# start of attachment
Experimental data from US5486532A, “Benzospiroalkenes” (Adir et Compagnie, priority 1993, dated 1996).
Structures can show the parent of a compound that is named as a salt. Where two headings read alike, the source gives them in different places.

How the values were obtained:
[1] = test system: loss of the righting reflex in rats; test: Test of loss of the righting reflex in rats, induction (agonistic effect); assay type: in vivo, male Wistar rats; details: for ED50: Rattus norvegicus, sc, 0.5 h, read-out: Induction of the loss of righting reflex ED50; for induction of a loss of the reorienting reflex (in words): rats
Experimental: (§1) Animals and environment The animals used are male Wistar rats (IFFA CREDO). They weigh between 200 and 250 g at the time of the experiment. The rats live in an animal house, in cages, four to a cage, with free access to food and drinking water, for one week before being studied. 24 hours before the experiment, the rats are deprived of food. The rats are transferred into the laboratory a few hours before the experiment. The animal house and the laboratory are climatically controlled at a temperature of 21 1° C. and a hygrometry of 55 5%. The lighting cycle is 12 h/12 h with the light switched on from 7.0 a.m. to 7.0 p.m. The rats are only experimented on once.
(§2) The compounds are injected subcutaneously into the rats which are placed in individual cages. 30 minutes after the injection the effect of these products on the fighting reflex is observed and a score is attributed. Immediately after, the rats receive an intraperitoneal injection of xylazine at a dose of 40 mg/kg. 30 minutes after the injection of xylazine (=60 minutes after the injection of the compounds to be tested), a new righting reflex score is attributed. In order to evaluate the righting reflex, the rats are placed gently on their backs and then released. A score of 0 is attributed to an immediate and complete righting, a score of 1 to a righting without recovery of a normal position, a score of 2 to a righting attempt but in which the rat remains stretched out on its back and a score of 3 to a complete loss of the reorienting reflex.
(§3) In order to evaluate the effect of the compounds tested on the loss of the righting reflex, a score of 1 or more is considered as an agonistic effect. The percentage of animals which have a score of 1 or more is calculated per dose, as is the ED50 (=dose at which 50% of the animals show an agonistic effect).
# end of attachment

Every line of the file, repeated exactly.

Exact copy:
Experimental data from US5486532A, “Benzospiroalkenes” (Adir et Compagnie, priority 1993, dated 1996).
Structures can show the parent of a compound that is named as a salt. Where two headings read alike, the source gives them in different places.

How the values were obtained:
[1] = test system: loss of the righting reflex in rats; test: Test of loss of the righting reflex in rats, induction (agonistic effect); assay type: in vivo, male Wistar rats; details: for ED50: Rattus norvegicus, sc, 0.5 h, read-out: Induction of the loss of righting reflex ED50; for induction of a loss of the reorienting reflex (in words): rats
Experimental: (§1) Animals and environment The animals used are male Wistar rats (IFFA CREDO). They weigh between 200 and 250 g at the time of the experiment. The rats live in an animal house, in cages, four to a cage, with free access to food and drinking water, for one week before being studied. 24 hours before the experiment, the rats are deprived of food. The rats are transferred into the laboratory a few hours before the experiment. The animal house and the laboratory are climatically controlled at a temperature of 21 1° C. and a hygrometry of 55 5%. The lighting cycle is 12 h/12 h with the light switched on from 7.0 a.m. to 7.0 p.m. The rats are only experimented on once.
(§2) The compounds are injected subcutaneously into the rats which are placed in individual cages. 30 minutes after the injection the effect of these products on the fighting reflex is observed and a score is attributed. Immediately after, the rats receive an intraperitoneal injection of xylazine at a dose of 40 mg/kg. 30 minutes after the injection of xylazine (=60 minutes after the injection of the compounds to be tested), a new righting reflex score is attributed. In order to evaluate the righting reflex, the rats are placed gently on their backs and then released. A score of 0 is attributed to an immediate and complete righting, a score of 1 to a righting without recovery of a normal position, a score of 2 to a righting attempt but in which the rat remains stretched out on its back and a score of 3 to a complete loss of the reorienting reflex.
(§3) In order to evaluate the effect of the compounds tested on the loss of the righting reflex, a score of 1 or more is considered as an agonistic effect. The percentage of animals which have a score of 1 or more is calculated per dose, as is the ED50 (=dose at which 50% of the animals show an agonistic effect).